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Copyright 2014 - Essense Massage & Bodywork

DISCLAIMER:  The contents of this site are for informational purposes only and is not intended to be a substitute for professional medical advice, diagnosis or treatment.  Always seek the advice of your physician or other qualified health care provider with any questions you may have regarding a medical condition.

What You Should Know


Certification in Pre- and Perinatal Massage Therapy


It is important to seek care from a certified prenatal massage therapist. Certified therapists have received training beyond the national standards for massage therapists and know how to address specific pregnancy needs and sensitive areas of the body.


I have just taken a course that certifies me to work as a massage therapist for pregnant, as well as labor and delivery clients. I really enjoy working with mommies to be, and I continue to learn through continuing education classes and workshops.



Body Positioning During the Massage


The positioning for massage varies with which trimester the woman is in. Generally speaking, in the first trimester the woman can lie as she normally would when she's not pregnant.  In the second and third trimesters, the massage will be given side-lying and semi-reclining.  The side-lying position stabilizes while soothingly cradling in all the right places - breasts, shoulders, necks, bellies, and hips by using specifically shaped support cushions. uses lots of pillows and most women find it very comfortable. Another safe position for prenatal massage is semi-reclining.  This position is achieved by leaning back at about a 45-70 degree angle.  Read more about positioning and safety.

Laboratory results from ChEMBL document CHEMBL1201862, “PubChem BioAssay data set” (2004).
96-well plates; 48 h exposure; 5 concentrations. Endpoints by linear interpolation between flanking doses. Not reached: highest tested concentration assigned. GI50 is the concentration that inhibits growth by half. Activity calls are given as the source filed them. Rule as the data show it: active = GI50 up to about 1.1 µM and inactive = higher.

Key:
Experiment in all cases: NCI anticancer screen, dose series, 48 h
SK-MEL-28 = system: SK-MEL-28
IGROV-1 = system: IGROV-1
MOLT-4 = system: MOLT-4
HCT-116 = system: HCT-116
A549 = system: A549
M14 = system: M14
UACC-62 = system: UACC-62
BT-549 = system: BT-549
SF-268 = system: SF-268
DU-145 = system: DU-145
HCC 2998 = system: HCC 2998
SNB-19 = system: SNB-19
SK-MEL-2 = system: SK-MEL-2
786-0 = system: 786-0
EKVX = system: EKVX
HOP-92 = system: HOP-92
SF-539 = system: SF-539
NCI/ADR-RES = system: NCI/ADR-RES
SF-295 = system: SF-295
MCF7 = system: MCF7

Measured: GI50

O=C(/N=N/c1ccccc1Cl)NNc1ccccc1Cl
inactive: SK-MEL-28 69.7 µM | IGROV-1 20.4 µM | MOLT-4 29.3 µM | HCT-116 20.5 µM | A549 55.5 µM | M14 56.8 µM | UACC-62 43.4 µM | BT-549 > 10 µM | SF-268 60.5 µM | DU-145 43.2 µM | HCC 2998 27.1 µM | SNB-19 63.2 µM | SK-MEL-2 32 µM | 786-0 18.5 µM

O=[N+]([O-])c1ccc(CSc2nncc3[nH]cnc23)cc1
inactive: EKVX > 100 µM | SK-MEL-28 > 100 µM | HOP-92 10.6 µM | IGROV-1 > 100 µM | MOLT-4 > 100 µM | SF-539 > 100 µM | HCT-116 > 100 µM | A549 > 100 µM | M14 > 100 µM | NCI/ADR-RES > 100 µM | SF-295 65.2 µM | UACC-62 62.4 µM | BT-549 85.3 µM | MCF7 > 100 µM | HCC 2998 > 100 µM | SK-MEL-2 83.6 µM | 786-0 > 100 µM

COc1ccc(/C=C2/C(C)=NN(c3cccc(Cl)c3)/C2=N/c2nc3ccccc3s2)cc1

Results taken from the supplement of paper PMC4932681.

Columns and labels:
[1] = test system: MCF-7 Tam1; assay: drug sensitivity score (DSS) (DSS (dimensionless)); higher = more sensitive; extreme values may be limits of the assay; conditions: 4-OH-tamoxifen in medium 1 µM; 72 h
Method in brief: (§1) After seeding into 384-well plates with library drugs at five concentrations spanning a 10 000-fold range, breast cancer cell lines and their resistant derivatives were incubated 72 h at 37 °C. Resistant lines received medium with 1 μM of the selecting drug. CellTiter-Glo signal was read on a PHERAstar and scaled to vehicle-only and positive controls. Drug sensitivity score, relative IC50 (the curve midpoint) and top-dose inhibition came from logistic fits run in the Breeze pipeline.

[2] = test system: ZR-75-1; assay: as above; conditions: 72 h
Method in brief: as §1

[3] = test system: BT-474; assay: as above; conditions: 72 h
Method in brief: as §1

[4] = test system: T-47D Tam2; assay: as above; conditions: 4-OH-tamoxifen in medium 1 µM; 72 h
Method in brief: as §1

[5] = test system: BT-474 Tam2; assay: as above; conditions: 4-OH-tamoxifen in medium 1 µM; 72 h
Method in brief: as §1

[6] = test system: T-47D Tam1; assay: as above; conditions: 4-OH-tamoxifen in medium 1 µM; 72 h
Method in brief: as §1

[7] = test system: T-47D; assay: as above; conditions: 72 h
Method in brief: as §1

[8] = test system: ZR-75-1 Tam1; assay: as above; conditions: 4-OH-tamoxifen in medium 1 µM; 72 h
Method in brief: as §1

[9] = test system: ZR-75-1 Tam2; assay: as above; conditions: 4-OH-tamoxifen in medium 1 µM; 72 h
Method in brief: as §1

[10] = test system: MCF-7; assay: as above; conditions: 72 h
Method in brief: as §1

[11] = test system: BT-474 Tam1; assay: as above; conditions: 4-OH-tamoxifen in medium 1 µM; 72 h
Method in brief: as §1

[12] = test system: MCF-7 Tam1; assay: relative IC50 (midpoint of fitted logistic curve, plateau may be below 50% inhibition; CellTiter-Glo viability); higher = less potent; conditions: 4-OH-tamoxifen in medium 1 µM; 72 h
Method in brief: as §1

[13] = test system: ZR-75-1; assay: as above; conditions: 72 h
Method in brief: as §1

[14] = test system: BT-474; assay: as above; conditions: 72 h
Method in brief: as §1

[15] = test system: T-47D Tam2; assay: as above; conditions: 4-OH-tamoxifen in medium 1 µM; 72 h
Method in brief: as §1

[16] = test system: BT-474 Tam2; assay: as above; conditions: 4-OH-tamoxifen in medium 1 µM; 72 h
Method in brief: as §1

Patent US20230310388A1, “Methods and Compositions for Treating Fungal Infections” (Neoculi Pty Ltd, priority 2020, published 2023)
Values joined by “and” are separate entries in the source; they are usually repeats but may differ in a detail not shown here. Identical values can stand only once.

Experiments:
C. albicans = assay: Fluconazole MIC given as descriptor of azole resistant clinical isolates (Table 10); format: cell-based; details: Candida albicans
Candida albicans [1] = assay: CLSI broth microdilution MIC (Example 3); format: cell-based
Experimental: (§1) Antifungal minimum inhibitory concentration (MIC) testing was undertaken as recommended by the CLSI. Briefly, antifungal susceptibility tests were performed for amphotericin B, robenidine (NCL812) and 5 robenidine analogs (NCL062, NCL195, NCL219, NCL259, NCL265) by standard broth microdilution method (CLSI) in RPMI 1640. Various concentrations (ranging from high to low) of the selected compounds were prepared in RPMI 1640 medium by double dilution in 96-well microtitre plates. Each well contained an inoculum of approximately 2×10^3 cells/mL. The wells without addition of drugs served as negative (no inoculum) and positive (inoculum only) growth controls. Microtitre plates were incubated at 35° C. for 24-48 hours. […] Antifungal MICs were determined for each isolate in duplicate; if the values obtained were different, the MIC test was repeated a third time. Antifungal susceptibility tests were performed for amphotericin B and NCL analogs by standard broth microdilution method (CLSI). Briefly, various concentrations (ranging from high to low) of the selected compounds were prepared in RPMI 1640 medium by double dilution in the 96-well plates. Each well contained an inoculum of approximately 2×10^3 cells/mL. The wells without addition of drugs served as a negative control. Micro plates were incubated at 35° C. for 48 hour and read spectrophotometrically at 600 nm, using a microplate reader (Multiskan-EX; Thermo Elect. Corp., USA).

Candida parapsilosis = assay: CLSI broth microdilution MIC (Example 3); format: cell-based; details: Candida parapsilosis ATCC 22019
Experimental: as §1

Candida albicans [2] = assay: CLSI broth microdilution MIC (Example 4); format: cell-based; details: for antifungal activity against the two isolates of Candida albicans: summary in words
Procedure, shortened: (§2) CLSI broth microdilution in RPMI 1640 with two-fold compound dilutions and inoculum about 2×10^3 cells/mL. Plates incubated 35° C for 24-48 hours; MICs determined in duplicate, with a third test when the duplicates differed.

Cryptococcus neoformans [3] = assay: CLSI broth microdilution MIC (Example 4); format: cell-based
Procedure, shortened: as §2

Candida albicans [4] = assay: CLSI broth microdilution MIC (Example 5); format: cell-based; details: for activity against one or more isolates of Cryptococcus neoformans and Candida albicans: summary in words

Beginning week 14 laying face down (prone) is not recommended, even with specialized equipment such as “cut-out” tables or cushions.  It is believed that strain to the sacrouterine ligament is likely when lying second and third trimester women prone on the table.  This ligament holds the uterus to the spine.  The uterus is housing the developing fetus and keeping it safe.  It is best not to take any chances with disrupting the uterus and the ligaments that hold it in place.  If the strain of gravity during a prone position is a concern then additional strain placed on the ligament when the massage therapist begins to massage the women’s back is of greater concern.  The additional weight and pressure applied to the back during prone procedures may significantly increase intrauterine pressure. Again, no undue strain to the developing fetus is wanted or necessary.     


More About Body Positioning

Copyright 2014 - Essense Massage & Bodywork

DISCLAIMER:  The contents of this site are for informational purposes only and is not intended to be a substitute for professional medical advice, diagnosis or treatment.  Always seek the advice of your physician or other qualified health care provider with any questions you may have regarding a medical condition.